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7. Brokeback Mountain (2005)

This wouldn’t seem surprising at all. Ang Lee’s heart-wrenching cowboy romance is quite simply one of the most astonishing tales of forbidden love. Jack and Ennis spend their time together in the Wyoming mountains during the summer and develop a very passionate sexual and emotional relationship with each other. They are portrayed as outcasts, and they live in a cruel, judgemental world where feelings and desires are repressed. The film beautifully captures the angst, the verve, the passion, and the pain of love. Feel free to check it out here.

6. Baran (2001)

Iranian director Majid Majidi is an extraordinary filmmaker. There’s an astonishing sense of warmth and simplicity in his cinema that makes it so endearing and charming. ‘Baran’ is one of his best works. It tells the story of a 17-year-old boy who works on a construction site. He falls in love with an Afghan refugee girl who is disguised as a boy so that she can work at the site. Only the boy knows the secret as he covertly watches her from behind her room to get a glimpse of her natural beauty. They do not get to talk to each other but strongly contain their feelings for each other. Majid Majidi masterfully captures every single detail here that contributes to the beauty of the story. You can check out the film here.

5. The Age of Innocence (1993)

Few love stories have been as emotionally devastating and brutally painful as Martin Scorsese’s ‘The Age of Innocence.’ It tells the story of Newland Archer – a young and ambitious lawyer engaged to a woman from a highly respected family. However, things change when Archer falls in love with his fiancee’s cousin, Ellen. Their repressed emotions intensify the passion and intimacy of their relationship, making their eventual fate a profoundly tragic one. It’s brutal, inexplicably painful, and too powerful to even talk about. You can watch ‘The Age of Innocence’ here.

4. Ma Mere (2004)

Arguably the most controversial film on the list, ‘Ma Mere’ is easily the most disturbing and unwatchable film about incest ever made. The film features the great Isabelle Huppert, playing an incestuous mother obsessed with sex who asks her son to have sex with her. They make violent love as Helene asks her son to physically hurt her by cutting her abdomen, and as his masturbation reaches its climax, she slits her own throat. The film is blatantly provocative and, for the most part, plain unwatchable, but you fail to take your eyes off of an explosive Isabelle Huppert, who is in top form here.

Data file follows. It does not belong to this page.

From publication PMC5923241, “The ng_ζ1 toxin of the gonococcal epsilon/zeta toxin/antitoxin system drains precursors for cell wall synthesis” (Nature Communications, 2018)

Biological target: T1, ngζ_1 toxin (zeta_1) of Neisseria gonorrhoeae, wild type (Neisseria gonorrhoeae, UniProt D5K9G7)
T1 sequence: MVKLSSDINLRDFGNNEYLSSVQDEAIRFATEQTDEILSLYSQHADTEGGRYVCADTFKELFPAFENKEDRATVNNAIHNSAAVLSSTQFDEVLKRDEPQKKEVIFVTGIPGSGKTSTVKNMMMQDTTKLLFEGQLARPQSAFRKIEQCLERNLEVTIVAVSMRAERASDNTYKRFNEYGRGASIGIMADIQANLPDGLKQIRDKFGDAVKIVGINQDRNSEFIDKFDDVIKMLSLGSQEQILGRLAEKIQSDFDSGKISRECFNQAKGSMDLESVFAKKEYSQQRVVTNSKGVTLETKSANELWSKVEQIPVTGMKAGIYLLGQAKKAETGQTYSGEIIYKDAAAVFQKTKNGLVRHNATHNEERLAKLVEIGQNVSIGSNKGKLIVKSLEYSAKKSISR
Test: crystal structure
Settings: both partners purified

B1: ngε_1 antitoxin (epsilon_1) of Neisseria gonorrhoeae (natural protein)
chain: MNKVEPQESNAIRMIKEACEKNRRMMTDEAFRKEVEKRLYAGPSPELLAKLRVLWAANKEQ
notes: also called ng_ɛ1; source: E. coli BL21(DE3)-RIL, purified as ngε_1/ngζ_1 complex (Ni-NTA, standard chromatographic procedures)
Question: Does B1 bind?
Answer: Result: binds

3. Delta (2008)

This Hungarian gem is a criminally underrated drama that explores a poignant incestuous relationship between an estranged brother and sister. The film possesses a dark tone that reflects the unusual relationship between its characters, but it doesn’t tend to exploit the provocative nature of the story. There’s a sense of lurking danger felt throughout the movie, but the way it portrays its characters and their relationship makes us empathize with them rather than trying to put us off with blatant emotional manipulation.

2. Carol (2015)

Todd Haynes’ ‘Carol’ is quite simply one of the most beautiful films about what it feels like to fall in love. These are two people dying to fall in each other’s arms, yearning for a sense of emotional liberation from the clutches of a cold society. Therese is a shy young girl who isn’t happy with her boyfriend. Carol is a wealthy, middle-aged mother on the verge of a divorce. These are two people in different phases of life, from various strata of society, but the world around them is cold and indifferent to their feelings and desires, and that is when they meet. With a fantastic cast and a nuanced script, Haynes crafts a timeless story of love so full of warmth and humanity. You can stream the film here.

1. A Short Film About Love (1988)

When people say European cinema, the names most often mentioned are Andrei Tarkovsky, Ingmar Bergman, Jean Luc-Godard, Luis Bunuel, Michael Haneke, and so on. But Krzysztof Kieslowski’s name is usually sadly overlooked, and in my humble opinion, he’s right up there with the aforementioned greats as one of the finest auteurs European cinema has ever produced. He had this ability to get so deeply personal and intimate that it leaves you soaked in a plethora of emotions.

‘A Short Film About Love’ was the cinematic extension of the sixth episode of his highly acclaimed Television drama ‘Dekalog’ and was one of his underappreciated works. Teenage angst and sexual infatuation have never been portrayed so beautifully in cinema as Kieslowski paints the madness, the enigma, the ecstasy, the melancholy of human emotion so delicate yet so profound and magical to be put into words. You can stream ‘A Short Film About Love’ here.